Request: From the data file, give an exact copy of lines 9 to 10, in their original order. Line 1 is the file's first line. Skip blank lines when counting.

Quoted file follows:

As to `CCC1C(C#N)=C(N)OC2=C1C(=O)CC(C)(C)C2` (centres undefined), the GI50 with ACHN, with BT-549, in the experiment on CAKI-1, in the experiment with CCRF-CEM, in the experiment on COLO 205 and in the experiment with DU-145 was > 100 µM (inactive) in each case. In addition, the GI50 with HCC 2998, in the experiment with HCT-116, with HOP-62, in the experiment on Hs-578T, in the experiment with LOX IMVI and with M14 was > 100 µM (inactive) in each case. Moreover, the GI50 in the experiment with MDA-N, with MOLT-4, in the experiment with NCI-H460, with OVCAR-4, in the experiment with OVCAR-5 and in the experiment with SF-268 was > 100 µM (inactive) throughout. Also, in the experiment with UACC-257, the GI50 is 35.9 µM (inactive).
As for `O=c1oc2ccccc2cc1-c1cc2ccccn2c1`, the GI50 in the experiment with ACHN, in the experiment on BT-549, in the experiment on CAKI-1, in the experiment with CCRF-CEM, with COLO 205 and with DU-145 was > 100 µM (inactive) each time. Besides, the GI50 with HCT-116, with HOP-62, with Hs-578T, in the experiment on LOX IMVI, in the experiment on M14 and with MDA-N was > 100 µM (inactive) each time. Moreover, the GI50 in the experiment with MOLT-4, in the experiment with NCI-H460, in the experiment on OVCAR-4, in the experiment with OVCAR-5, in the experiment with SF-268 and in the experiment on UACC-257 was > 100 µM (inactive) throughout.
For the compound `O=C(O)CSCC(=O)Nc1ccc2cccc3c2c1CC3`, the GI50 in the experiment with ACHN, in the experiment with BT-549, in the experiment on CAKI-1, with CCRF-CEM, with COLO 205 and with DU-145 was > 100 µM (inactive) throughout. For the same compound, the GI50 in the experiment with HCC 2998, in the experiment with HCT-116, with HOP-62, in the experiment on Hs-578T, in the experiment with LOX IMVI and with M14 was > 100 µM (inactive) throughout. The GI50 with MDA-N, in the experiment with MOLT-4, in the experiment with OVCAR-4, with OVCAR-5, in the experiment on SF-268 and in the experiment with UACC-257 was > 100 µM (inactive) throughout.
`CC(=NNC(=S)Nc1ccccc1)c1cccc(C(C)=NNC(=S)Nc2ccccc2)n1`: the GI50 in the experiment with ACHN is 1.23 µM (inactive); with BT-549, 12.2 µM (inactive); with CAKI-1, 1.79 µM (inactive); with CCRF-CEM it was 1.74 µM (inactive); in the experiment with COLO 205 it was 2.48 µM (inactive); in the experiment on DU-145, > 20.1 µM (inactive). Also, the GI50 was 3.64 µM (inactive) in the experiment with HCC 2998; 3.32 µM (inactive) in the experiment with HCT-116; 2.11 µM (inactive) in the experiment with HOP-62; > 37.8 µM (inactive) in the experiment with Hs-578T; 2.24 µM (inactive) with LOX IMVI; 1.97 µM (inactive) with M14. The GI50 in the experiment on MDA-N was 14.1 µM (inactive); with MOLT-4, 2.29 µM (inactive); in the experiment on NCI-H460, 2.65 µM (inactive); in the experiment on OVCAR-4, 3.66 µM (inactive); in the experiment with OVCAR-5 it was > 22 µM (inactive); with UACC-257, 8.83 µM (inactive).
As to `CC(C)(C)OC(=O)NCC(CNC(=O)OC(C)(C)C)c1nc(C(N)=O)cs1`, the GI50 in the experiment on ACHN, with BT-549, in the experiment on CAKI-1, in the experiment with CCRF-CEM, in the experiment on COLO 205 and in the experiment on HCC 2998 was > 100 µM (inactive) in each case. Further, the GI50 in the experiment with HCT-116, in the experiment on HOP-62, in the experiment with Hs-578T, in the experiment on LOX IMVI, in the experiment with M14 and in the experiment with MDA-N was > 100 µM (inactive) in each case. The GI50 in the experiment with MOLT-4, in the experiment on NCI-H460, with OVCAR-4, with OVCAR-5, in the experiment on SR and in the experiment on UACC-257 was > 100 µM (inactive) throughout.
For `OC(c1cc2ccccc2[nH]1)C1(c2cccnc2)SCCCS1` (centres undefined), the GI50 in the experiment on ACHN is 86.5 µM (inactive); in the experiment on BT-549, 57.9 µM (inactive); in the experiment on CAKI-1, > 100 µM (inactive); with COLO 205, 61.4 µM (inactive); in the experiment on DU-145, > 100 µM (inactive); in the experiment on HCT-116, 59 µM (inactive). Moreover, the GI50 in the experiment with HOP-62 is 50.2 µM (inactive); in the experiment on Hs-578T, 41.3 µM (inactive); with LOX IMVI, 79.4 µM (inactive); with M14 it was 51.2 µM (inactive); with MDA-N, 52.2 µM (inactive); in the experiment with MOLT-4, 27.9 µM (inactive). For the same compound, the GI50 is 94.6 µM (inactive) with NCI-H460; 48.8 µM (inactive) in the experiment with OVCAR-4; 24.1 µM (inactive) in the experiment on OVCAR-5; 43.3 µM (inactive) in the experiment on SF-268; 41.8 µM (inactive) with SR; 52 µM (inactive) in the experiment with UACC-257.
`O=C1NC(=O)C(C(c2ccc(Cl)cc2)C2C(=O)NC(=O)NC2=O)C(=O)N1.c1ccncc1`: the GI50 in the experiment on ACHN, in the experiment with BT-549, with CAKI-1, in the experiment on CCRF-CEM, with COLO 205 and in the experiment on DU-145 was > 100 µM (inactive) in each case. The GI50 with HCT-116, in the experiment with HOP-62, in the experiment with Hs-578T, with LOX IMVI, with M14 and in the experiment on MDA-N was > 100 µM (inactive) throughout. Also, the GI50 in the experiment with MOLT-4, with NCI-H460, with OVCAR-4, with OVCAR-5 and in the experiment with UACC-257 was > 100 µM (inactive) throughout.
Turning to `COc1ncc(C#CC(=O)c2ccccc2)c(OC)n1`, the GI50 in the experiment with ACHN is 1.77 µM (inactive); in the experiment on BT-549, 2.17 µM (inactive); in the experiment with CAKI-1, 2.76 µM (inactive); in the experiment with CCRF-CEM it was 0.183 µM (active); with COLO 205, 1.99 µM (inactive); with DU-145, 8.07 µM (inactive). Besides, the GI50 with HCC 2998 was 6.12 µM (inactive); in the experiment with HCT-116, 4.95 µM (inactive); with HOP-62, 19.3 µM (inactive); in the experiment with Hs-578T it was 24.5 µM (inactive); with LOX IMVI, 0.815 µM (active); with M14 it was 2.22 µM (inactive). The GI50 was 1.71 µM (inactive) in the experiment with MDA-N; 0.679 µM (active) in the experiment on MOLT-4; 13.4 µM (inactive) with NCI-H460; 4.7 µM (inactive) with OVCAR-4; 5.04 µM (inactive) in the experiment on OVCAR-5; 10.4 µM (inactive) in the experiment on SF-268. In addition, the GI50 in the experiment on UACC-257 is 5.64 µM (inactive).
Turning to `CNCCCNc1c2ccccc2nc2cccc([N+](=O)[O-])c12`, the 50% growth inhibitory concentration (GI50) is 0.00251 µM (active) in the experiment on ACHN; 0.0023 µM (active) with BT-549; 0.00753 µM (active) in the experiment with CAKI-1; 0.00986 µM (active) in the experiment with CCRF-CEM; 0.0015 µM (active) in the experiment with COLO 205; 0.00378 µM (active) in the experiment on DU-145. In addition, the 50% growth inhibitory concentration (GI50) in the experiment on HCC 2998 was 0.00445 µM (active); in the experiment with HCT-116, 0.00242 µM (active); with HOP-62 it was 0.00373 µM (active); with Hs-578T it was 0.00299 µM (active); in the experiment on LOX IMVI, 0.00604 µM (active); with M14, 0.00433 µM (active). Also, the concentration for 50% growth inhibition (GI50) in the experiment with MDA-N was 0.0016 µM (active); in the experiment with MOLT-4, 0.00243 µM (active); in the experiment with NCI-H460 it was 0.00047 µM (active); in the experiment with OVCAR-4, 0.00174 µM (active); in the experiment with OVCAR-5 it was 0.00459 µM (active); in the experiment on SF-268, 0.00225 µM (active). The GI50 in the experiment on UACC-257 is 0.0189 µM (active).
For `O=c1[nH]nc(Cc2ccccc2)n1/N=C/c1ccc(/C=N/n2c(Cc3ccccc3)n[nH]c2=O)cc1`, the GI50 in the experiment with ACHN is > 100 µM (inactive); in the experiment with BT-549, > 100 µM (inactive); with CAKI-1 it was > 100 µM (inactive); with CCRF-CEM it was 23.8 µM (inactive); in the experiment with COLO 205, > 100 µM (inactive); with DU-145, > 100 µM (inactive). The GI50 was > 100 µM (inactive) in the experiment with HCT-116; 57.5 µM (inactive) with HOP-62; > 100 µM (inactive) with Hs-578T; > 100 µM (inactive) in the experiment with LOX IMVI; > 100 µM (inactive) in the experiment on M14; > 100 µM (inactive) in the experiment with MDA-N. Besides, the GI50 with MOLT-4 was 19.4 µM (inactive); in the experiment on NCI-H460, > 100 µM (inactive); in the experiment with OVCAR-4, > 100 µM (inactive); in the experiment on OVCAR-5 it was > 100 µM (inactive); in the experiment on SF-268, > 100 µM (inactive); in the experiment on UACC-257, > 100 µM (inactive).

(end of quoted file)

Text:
Turning to `CNCCCNc1c2ccccc2nc2cccc([N+](=O)[O-])c12`, the 50% growth inhibitory concentration (GI50) is 0.00251 µM (active) in the experiment on ACHN; 0.0023 µM (active) with BT-549; 0.00753 µM (active) in the experiment with CAKI-1; 0.00986 µM (active) in the experiment with CCRF-CEM; 0.0015 µM (active) in the experiment with COLO 205; 0.00378 µM (active) in the experiment on DU-145. In addition, the 50% growth inhibitory concentration (GI50) in the experiment on HCC 2998 was 0.00445 µM (active); in the experiment with HCT-116, 0.00242 µM (active); with HOP-62 it was 0.00373 µM (active); with Hs-578T it was 0.00299 µM (active); in the experiment on LOX IMVI, 0.00604 µM (active); with M14, 0.00433 µM (active). Also, the concentration for 50% growth inhibition (GI50) in the experiment with MDA-N was 0.0016 µM (active); in the experiment with MOLT-4, 0.00243 µM (active); in the experiment with NCI-H460 it was 0.00047 µM (active); in the experiment with OVCAR-4, 0.00174 µM (active); in the experiment with OVCAR-5 it was 0.00459 µM (active); in the experiment on SF-268, 0.00225 µM (active). The GI50 in the experiment on UACC-257 is 0.0189 µM (active).
For `O=c1[nH]nc(Cc2ccccc2)n1/N=C/c1ccc(/C=N/n2c(Cc3ccccc3)n[nH]c2=O)cc1`, the GI50 in the experiment with ACHN is > 100 µM (inactive); in the experiment with BT-549, > 100 µM (inactive); with CAKI-1 it was > 100 µM (inactive); with CCRF-CEM it was 23.8 µM (inactive); in the experiment with COLO 205, > 100 µM (inactive); with DU-145, > 100 µM (inactive). The GI50 was > 100 µM (inactive) in the experiment with HCT-116; 57.5 µM (inactive) with HOP-62; > 100 µM (inactive) with Hs-578T; > 100 µM (inactive) in the experiment with LOX IMVI; > 100 µM (inactive) in the experiment on M14; > 100 µM (inactive) in the experiment with MDA-N. Besides, the GI50 with MOLT-4 was 19.4 µM (inactive); in the experiment on NCI-H460, > 100 µM (inactive); in the experiment with OVCAR-4, > 100 µM (inactive); in the experiment on OVCAR-5 it was > 100 µM (inactive); in the experiment on SF-268, > 100 µM (inactive); in the experiment on UACC-257, > 100 µM (inactive).